In the circuitry shown in FIG. 8, the power-voltage stabilizing control will be carried out as follows. The current controller 3 reads in signals of not only the voltage V (=power voltage VL) and current I of the battery 1 but also an output current (corresponding to a current to be generated) IG from the generator 7A via the current sensor 8. Then the battery controller 3 applies the value of the control voltage Va to a relationship between the voltage and current of the battery 1 and calculate the control current Is corresponding to the control voltage Va. Then the battery controller 3 uses the control current Is, the output current IG, an actually measured current I of the battery 1 to calculate the value of a current IGS to be generated (outputted) next from the generator 7A on the following expression:
IGS=(IG-I)+Is

In this expression, the term “IG-I” means the sum of consumed currents by the on-vehicle electric loads. Thus, on this expression, a command for the current IGS to be generated is given to the regulator 7B so that the current IG to be generated next is made to equal the sum of the current total “IG-I” and present control current “Is”. The regulator 7B receives the command for the current IGS to be generated, calculates the value of a field current corresponding to the commanded current IGS, and supplies field current on the calculated field current value to a field coil of the generator 7A. Accordingly, in the similar way to that shown in FIG. 1, the on-vehicle power voltage is controlled in consideration of the characteristics (i.e., states) inherent to each battery 1.

Other various modified forms can be provided as follows.

Though the foregoing embodiment has been explained about a case in which the formula for calculating the control current Is employs the regression line, but is not a decisive one. Another example is that a number of voltage/current pairs are plotted to produce a regression curve of a predetermined curvature in the two dimensional plane and this regression curve is used to calculate the control current Is by substituting a target voltage into the regression curve. Still another example is to use the foregoing regression curve such that a current value expressed by a coordinate at which a tangential line at an actually-measured-point coordinate intersects a line showing a target voltage is set as the control current Is.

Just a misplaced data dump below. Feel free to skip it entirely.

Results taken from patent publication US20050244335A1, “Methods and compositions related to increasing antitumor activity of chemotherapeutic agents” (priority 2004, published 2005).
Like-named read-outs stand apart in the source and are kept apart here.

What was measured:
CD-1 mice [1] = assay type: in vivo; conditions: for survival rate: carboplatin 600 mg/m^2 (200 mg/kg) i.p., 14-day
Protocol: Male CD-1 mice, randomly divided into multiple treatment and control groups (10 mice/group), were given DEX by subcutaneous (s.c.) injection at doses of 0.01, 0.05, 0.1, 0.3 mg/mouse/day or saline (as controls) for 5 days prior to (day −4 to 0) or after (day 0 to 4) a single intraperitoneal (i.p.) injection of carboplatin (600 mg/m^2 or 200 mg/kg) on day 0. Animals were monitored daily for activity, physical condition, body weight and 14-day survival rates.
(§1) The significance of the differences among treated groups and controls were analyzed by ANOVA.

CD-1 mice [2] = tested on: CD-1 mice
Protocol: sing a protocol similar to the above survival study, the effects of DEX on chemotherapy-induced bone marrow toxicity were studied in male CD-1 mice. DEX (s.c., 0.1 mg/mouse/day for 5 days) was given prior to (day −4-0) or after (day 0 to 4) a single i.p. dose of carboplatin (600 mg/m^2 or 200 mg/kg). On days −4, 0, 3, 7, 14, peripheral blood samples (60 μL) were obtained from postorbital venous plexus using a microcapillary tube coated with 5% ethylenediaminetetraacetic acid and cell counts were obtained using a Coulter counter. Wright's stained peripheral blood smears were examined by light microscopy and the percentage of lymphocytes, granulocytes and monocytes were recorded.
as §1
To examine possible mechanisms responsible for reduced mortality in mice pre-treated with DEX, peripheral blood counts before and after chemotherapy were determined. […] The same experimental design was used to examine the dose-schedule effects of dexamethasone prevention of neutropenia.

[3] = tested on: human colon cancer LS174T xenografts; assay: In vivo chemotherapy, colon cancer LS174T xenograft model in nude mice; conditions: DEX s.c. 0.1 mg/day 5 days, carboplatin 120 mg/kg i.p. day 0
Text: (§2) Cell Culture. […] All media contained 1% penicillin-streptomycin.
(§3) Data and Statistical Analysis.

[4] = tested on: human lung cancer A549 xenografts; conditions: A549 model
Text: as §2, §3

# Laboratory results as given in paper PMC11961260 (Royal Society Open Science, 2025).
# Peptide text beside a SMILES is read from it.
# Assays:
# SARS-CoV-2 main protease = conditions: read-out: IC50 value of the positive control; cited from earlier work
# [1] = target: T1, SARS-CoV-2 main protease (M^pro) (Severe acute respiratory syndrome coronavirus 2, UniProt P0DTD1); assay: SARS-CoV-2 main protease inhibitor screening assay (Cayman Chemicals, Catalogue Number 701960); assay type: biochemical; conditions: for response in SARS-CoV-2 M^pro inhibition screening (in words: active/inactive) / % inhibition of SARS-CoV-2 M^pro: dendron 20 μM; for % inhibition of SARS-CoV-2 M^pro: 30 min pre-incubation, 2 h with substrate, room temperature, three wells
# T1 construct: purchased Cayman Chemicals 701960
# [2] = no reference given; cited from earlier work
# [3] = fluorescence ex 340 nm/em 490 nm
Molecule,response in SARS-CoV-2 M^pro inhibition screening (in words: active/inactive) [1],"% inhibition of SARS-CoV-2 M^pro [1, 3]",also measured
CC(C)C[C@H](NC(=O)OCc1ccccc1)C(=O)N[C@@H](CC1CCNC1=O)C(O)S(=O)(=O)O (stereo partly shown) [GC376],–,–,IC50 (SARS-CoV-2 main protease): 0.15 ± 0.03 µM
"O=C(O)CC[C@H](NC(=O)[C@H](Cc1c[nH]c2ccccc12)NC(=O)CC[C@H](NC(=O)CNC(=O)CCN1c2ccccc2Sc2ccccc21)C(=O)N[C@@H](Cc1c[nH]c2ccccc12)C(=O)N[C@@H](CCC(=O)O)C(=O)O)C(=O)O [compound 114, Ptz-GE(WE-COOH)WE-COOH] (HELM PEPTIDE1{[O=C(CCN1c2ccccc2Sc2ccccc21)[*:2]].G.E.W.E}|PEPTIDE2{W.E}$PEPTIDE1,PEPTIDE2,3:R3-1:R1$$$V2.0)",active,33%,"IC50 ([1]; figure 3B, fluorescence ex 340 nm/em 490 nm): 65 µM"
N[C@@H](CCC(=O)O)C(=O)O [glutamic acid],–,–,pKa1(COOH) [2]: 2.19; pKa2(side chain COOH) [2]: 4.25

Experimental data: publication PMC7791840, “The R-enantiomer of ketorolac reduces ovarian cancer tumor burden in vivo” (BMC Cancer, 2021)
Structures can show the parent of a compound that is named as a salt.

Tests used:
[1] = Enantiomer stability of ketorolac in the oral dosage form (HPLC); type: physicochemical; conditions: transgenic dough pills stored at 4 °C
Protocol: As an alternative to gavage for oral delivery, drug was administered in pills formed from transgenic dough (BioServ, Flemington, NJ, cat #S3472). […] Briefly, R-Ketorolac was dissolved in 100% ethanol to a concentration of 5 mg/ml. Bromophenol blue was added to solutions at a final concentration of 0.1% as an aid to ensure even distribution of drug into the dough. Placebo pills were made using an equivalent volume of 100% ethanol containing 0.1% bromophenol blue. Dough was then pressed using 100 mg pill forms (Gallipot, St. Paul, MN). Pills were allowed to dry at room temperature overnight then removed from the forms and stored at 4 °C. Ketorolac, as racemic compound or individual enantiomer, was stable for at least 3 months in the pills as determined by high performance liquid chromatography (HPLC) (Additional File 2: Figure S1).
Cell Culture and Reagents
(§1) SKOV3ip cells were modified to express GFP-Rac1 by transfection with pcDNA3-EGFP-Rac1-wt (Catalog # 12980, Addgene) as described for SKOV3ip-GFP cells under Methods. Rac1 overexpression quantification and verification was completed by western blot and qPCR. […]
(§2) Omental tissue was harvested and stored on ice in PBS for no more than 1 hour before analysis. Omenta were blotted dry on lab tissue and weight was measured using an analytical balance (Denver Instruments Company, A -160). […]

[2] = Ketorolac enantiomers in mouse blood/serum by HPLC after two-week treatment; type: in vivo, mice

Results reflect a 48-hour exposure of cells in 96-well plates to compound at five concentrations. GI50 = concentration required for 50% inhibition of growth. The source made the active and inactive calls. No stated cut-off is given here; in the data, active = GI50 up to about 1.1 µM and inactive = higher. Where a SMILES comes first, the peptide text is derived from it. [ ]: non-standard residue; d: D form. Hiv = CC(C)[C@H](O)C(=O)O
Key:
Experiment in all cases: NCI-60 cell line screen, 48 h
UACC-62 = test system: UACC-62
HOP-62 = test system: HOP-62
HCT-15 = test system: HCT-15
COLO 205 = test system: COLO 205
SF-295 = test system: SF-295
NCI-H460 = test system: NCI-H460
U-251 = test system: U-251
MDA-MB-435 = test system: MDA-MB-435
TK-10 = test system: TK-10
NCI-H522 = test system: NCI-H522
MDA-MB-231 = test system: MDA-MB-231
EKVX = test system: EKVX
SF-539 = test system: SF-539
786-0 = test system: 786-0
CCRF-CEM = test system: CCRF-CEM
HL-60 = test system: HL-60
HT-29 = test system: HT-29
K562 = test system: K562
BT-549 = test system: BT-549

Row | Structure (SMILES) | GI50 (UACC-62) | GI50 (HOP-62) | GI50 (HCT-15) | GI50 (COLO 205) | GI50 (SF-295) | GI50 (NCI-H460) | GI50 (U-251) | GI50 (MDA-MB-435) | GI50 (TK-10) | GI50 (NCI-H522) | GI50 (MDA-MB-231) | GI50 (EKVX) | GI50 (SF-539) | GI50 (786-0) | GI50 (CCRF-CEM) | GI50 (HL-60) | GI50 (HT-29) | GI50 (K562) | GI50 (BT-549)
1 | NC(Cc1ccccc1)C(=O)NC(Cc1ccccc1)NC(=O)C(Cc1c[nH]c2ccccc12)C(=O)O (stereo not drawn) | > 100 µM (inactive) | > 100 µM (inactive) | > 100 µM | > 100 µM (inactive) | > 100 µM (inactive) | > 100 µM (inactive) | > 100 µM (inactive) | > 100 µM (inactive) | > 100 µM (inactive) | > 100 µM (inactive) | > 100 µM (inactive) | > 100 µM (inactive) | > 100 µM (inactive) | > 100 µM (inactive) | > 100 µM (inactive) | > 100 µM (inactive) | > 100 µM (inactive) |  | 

In addition, the foregoing embodiment adopts a linear regression line, but this is not a definitive list. Non-linear regression curves can be adopted as well. Further, for shifting the regression curve to a coordinate sampled at the latest timing, it is preferred that the regression curve is shifted twice, i.e., one along the voltage axis and the other along the current axis, so that the shifted distances become a minimum in the two-dimensional coordinate system.

According to the foregoing embodiment and modifications, there are other additional advantages.

The value of the control current is changed using the regression line to be updated at predetermined timing, so that the power voltage is able to converge to a target voltage in an accurate manner. Preferably, the update timing is set to be in a period of time during the current changes largely at a rapid rate. When the current does not change for a long period of time, the regression line may be updated using a large number of paired data of voltage and current acquired in the past.